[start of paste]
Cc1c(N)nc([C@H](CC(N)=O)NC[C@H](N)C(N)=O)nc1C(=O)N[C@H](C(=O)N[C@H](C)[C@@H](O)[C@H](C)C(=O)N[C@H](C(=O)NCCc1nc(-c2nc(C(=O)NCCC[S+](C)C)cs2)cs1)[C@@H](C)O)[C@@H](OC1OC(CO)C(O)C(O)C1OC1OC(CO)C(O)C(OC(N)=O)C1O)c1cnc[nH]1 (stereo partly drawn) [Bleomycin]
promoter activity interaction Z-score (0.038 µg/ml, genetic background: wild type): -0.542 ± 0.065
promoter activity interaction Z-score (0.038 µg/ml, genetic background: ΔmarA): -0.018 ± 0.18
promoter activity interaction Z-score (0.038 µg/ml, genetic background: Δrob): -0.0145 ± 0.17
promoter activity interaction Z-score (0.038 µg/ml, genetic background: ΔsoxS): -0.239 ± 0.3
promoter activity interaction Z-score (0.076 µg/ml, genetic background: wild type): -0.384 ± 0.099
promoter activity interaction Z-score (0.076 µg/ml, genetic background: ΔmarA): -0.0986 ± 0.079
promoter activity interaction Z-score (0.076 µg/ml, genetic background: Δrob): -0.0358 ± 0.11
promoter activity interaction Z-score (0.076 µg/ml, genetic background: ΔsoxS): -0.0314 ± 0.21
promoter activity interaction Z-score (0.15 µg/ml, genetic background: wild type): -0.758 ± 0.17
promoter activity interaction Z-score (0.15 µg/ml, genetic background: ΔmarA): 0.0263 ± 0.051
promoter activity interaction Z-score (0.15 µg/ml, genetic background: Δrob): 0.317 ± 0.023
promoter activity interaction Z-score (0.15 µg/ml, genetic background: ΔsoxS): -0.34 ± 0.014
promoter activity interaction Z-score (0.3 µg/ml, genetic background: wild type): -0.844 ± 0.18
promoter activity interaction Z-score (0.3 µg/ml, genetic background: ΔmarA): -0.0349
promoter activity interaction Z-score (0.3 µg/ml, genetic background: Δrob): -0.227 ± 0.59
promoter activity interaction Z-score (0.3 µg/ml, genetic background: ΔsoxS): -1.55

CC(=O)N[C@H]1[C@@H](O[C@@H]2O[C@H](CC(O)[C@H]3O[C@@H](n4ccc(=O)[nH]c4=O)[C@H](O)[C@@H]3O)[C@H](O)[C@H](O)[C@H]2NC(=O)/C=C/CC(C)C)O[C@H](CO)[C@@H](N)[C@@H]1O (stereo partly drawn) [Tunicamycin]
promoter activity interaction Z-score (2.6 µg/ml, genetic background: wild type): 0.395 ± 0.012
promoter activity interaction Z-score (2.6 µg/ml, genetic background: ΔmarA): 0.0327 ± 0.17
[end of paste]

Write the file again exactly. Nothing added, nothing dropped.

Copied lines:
Cc1c(N)nc([C@H](CC(N)=O)NC[C@H](N)C(N)=O)nc1C(=O)N[C@H](C(=O)N[C@H](C)[C@@H](O)[C@H](C)C(=O)N[C@H](C(=O)NCCc1nc(-c2nc(C(=O)NCCC[S+](C)C)cs2)cs1)[C@@H](C)O)[C@@H](OC1OC(CO)C(O)C(O)C1OC1OC(CO)C(O)C(OC(N)=O)C1O)c1cnc[nH]1 (stereo partly drawn) [Bleomycin]
promoter activity interaction Z-score (0.038 µg/ml, genetic background: wild type): -0.542 ± 0.065
promoter activity interaction Z-score (0.038 µg/ml, genetic background: ΔmarA): -0.018 ± 0.18
promoter activity interaction Z-score (0.038 µg/ml, genetic background: Δrob): -0.0145 ± 0.17
promoter activity interaction Z-score (0.038 µg/ml, genetic background: ΔsoxS): -0.239 ± 0.3
promoter activity interaction Z-score (0.076 µg/ml, genetic background: wild type): -0.384 ± 0.099
promoter activity interaction Z-score (0.076 µg/ml, genetic background: ΔmarA): -0.0986 ± 0.079
promoter activity interaction Z-score (0.076 µg/ml, genetic background: Δrob): -0.0358 ± 0.11
promoter activity interaction Z-score (0.076 µg/ml, genetic background: ΔsoxS): -0.0314 ± 0.21
promoter activity interaction Z-score (0.15 µg/ml, genetic background: wild type): -0.758 ± 0.17
promoter activity interaction Z-score (0.15 µg/ml, genetic background: ΔmarA): 0.0263 ± 0.051
promoter activity interaction Z-score (0.15 µg/ml, genetic background: Δrob): 0.317 ± 0.023
promoter activity interaction Z-score (0.15 µg/ml, genetic background: ΔsoxS): -0.34 ± 0.014
promoter activity interaction Z-score (0.3 µg/ml, genetic background: wild type): -0.844 ± 0.18
promoter activity interaction Z-score (0.3 µg/ml, genetic background: ΔmarA): -0.0349
promoter activity interaction Z-score (0.3 µg/ml, genetic background: Δrob): -0.227 ± 0.59
promoter activity interaction Z-score (0.3 µg/ml, genetic background: ΔsoxS): -1.55

CC(=O)N[C@H]1[C@@H](O[C@@H]2O[C@H](CC(O)[C@H]3O[C@@H](n4ccc(=O)[nH]c4=O)[C@H](O)[C@@H]3O)[C@H](O)[C@H](O)[C@H]2NC(=O)/C=C/CC(C)C)O[C@H](CO)[C@@H](N)[C@@H]1O (stereo partly drawn) [Tunicamycin]
promoter activity interaction Z-score (2.6 µg/ml, genetic background: wild type): 0.395 ± 0.012
promoter activity interaction Z-score (2.6 µg/ml, genetic background: ΔmarA): 0.0327 ± 0.17